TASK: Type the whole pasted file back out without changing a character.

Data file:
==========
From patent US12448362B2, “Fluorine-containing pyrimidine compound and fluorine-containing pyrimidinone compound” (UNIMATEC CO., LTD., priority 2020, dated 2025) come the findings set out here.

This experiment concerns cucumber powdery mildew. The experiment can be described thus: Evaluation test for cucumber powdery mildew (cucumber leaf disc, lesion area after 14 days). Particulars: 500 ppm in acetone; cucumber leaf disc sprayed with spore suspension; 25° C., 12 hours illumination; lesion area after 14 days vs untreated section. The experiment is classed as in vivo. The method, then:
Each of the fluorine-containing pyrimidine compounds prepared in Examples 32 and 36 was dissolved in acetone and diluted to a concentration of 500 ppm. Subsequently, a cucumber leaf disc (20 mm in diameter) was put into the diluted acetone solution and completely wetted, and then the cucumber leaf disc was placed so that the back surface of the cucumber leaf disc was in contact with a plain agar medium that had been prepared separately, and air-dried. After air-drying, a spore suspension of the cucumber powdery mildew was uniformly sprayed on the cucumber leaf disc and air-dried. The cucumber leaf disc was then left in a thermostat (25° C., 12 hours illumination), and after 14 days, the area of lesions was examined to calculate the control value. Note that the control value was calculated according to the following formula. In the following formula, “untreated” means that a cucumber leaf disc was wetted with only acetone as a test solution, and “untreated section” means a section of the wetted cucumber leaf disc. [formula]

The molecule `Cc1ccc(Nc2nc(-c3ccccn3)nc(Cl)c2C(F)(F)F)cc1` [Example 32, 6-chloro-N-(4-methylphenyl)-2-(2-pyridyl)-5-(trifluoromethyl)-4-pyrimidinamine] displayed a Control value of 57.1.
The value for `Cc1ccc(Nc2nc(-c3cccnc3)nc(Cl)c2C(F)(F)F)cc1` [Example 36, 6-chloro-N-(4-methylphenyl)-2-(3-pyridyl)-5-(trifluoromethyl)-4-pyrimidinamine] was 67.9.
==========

From patent US12448362B2, “Fluorine-containing pyrimidine compound and fluorine-containing pyrimidinone compound” (UNIMATEC CO., LTD., priority 2020, dated 2025) come the findings set out here.

This experiment concerns cucumber powdery mildew. The experiment can be described thus: Evaluation test for cucumber powdery mildew (cucumber leaf disc, lesion area after 14 days). Particulars: 500 ppm in acetone; cucumber leaf disc sprayed with spore suspension; 25° C., 12 hours illumination; lesion area after 14 days vs untreated section. The experiment is classed as in vivo. The method, then:
Each of the fluorine-containing pyrimidine compounds prepared in Examples 32 and 36 was dissolved in acetone and diluted to a concentration of 500 ppm. Subsequently, a cucumber leaf disc (20 mm in diameter) was put into the diluted acetone solution and completely wetted, and then the cucumber leaf disc was placed so that the back surface of the cucumber leaf disc was in contact with a plain agar medium that had been prepared separately, and air-dried. After air-drying, a spore suspension of the cucumber powdery mildew was uniformly sprayed on the cucumber leaf disc and air-dried. The cucumber leaf disc was then left in a thermostat (25° C., 12 hours illumination), and after 14 days, the area of lesions was examined to calculate the control value. Note that the control value was calculated according to the following formula. In the following formula, “untreated” means that a cucumber leaf disc was wetted with only acetone as a test solution, and “untreated section” means a section of the wetted cucumber leaf disc. [formula]

The molecule `Cc1ccc(Nc2nc(-c3ccccn3)nc(Cl)c2C(F)(F)F)cc1` [Example 32, 6-chloro-N-(4-methylphenyl)-2-(2-pyridyl)-5-(trifluoromethyl)-4-pyrimidinamine] displayed a Control value of 57.1.
The value for `Cc1ccc(Nc2nc(-c3cccnc3)nc(Cl)c2C(F)(F)F)cc1` [Example 36, 6-chloro-N-(4-methylphenyl)-2-(3-pyridyl)-5-(trifluoromethyl)-4-pyrimidinamine] was 67.9.